7/19/22

After taking six years off from head coaching, former WF West boys basketball coach Ryan Robertson has been named the new boys basketball coach at his alma mater Tenino. Robertson will take over for former head coach and athletic director Joe Chirhart who announced his resignation this last spring.

Tenino was always home to Ryan Robertson ever since he was in the 3rd grade. His dad was coaching at Tenino when he was growing up and whether his dad was coaching football, basketball, or track, Robertson was right there with him learning the ropes.

Robertson quickly started his own athletic career and got to look forward to playing for some great coaches such as Dick Brock. Brock was especially inspirational to Robertson because he would pull the team aside after JV games to work on things and draw up plays to help them get better.

In his senior year, the Beavers had one of the best seasons in school history by winning the league title and going to the state tournament. Tenino finished 4th that year and Robertson played a huge role in that team’s success. Now he gets to coach on the court named after his own high school coach.

“It’s an honor. Coach Brock taught me a lot,” said Robertson.

Robertson started his coaching career in Tenino as well coaching the Tenino girls basketball team. He would also help with the football team until heading to Tonasket for a short stint assisting the Tigers boys team. Next up for Robertson was becoming a head coach.

He would head to North Port High School to be the head coach of the boys basketball team which was also a stop for legendary coach Dennis Bower. Robertson took over a team that went 0-20 and lost a game by over 100 points. After three years of coaching North Port, they would finish with a 10-win season and a playoff win.

Robertson then headed to Port Townsend for five years before coaching at the largest school of his career in Eastmont. However, Robertson moved back to Western Washington to be closer to family and became the head coach at WF West.

Robertson would coach the Bearcats for 13 seasons finishing with a record of 163-139 with the Bearcats and making the state tournament in three seasons. He would finish his Bearcat coaching career with the 2nd most wins in program history trailing only the legend Tom Smith.

After leaving WF West, Robertson said he needed time away from coaching. He did coach some select teams that his daughter, Kelly Robertson, played on. There was never a rush however to get back into the high school coaching scene.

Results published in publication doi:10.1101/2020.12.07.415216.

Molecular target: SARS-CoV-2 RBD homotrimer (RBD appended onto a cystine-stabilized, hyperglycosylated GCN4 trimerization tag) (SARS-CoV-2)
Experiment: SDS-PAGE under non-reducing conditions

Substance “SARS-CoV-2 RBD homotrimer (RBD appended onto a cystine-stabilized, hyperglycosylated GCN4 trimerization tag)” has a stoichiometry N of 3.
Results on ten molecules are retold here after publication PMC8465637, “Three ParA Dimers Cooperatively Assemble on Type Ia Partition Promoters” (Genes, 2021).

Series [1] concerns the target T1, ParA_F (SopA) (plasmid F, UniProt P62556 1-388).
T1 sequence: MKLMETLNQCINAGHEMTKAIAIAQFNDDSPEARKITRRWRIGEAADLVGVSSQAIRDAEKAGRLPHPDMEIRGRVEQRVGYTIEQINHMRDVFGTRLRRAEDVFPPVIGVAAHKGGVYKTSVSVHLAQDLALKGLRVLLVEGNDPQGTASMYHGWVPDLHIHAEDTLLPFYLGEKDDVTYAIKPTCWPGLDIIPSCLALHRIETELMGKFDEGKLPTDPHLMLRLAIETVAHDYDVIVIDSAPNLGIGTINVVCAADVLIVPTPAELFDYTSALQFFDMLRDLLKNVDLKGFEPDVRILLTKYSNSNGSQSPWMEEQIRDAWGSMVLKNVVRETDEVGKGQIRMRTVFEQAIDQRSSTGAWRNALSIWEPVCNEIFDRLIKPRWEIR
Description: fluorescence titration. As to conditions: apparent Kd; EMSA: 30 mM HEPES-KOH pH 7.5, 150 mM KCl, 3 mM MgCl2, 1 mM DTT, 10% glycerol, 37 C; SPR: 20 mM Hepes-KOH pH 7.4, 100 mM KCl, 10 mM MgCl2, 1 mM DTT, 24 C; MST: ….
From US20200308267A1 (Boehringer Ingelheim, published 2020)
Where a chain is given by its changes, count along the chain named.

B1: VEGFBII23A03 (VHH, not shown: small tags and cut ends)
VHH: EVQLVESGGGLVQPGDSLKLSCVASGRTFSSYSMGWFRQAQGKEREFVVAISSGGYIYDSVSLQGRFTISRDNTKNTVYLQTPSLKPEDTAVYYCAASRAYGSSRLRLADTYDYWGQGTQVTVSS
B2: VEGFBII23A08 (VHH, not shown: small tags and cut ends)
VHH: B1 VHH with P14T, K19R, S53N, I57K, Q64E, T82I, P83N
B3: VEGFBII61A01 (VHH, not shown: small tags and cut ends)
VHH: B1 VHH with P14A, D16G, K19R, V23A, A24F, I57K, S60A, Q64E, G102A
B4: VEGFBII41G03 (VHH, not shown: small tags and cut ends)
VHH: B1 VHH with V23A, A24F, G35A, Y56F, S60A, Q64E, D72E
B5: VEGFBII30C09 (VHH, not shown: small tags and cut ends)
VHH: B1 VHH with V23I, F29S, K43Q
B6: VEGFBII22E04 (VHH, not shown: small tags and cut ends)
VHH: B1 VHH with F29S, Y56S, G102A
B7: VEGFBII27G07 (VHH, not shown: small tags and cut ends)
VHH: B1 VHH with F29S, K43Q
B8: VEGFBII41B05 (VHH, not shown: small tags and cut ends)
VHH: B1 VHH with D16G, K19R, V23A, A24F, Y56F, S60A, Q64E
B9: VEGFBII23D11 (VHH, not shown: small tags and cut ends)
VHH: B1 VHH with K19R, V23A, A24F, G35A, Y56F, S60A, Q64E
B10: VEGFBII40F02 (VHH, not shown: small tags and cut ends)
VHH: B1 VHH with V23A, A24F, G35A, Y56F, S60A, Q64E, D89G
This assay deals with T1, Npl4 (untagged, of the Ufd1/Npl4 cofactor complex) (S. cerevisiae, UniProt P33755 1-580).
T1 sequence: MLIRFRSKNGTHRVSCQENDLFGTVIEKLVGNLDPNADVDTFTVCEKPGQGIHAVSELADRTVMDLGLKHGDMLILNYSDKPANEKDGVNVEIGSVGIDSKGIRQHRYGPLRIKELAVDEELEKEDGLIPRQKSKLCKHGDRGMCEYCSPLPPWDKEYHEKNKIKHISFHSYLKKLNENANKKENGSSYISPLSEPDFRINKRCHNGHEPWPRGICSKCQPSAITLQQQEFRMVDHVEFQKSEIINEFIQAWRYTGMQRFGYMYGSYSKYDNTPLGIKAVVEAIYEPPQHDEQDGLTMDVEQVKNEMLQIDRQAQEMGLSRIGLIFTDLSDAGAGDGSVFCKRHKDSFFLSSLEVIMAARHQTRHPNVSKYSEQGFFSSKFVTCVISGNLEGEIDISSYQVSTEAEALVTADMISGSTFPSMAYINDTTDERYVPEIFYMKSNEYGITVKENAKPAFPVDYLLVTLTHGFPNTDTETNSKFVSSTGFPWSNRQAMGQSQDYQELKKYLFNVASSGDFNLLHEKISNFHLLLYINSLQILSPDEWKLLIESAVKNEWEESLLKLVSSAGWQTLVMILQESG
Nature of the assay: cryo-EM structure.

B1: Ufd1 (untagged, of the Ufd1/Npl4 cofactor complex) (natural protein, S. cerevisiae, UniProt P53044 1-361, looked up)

“There were some opportunities that didn’t work out. It just wasn’t the time,” said Robertson.

While he did take a break from coaching, he couldn’t stay away from high school basketball. Robertson traded his clipboard for a whistle. Robertson became a referee and was now working with some of the same referees that officiated games where he was coaching.

Robertson shared with ESN one story where he met an official that swore he had previously officiated with Robertson but Robertson denied it. That official recognized Robertson from officiating the games he was coaching in. That official asked Robertson what he learned about officiating that he didn’t know as a coach. Robertson said to never try to sway an official. They are going to call the game how they see it.

“Those guys are all out there doing the absolute best they can. They have great integrity and are going to call what they see every single time.”

One of his favorite people to officiate with was his daughter Kelly. The two worked youth games in Kelso when she was 13 and ended up working varsity games together. Robertson said he could not be more proud of his daughter and loved watching her grow as an official and become more confident.

Now going back to coaching, Robertson says he has learned a lot from his time as an official. He has a lot more tools in his repertoire and he said his respect for officials has grown immensely. The key word for Robertson was adaptability. He believes he is better equipped to adapt to the trials and tribulations of the basketball season.

This was a job he had his eye on for awhile. When he saw that Chirhart was leaving he knew Tenino was where he wanted to be. New athletic director Nick Bamer offered him the job and for Robertson it was a no brainer. He was ready to coach again.

Now with a young team with good experience and a strong league, Robertson is already planning out how to attack their opponents. He sees a lot of talent with the Beavers and loves the talent and work ethic the kids have. But most importantly, Robertson is ready to return to his roots both in Tenino and as a basketball coach.

“That court is in my DNA,” said Robertson. “I’m glad to be home.”

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